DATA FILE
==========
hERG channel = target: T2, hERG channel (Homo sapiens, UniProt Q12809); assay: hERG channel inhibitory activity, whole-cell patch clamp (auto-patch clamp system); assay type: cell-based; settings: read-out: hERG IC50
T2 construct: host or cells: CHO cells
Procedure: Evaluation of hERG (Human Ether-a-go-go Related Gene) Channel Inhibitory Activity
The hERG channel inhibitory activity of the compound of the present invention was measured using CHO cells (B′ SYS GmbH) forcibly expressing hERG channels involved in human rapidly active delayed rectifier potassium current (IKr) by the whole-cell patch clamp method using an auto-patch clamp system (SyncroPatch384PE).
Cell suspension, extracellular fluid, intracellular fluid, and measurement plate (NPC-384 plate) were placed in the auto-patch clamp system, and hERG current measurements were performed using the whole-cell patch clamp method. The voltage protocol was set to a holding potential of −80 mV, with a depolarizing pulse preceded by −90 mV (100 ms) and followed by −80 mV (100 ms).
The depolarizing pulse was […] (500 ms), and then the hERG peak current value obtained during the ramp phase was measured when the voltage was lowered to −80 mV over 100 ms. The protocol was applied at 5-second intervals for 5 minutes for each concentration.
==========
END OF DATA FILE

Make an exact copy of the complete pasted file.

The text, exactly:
hERG channel = target: T2, hERG channel (Homo sapiens, UniProt Q12809); assay: hERG channel inhibitory activity, whole-cell patch clamp (auto-patch clamp system); assay type: cell-based; settings: read-out: hERG IC50
T2 construct: host or cells: CHO cells
Procedure: Evaluation of hERG (Human Ether-a-go-go Related Gene) Channel Inhibitory Activity
The hERG channel inhibitory activity of the compound of the present invention was measured using CHO cells (B′ SYS GmbH) forcibly expressing hERG channels involved in human rapidly active delayed rectifier potassium current (IKr) by the whole-cell patch clamp method using an auto-patch clamp system (SyncroPatch384PE).
Cell suspension, extracellular fluid, intracellular fluid, and measurement plate (NPC-384 plate) were placed in the auto-patch clamp system, and hERG current measurements were performed using the whole-cell patch clamp method. The voltage protocol was set to a holding potential of −80 mV, with a depolarizing pulse preceded by −90 mV (100 ms) and followed by −80 mV (100 ms).
The depolarizing pulse was […] (500 ms), and then the hERG peak current value obtained during the ramp phase was measured when the voltage was lowered to −80 mV over 100 ms. The protocol was applied at 5-second intervals for 5 minutes for each concentration.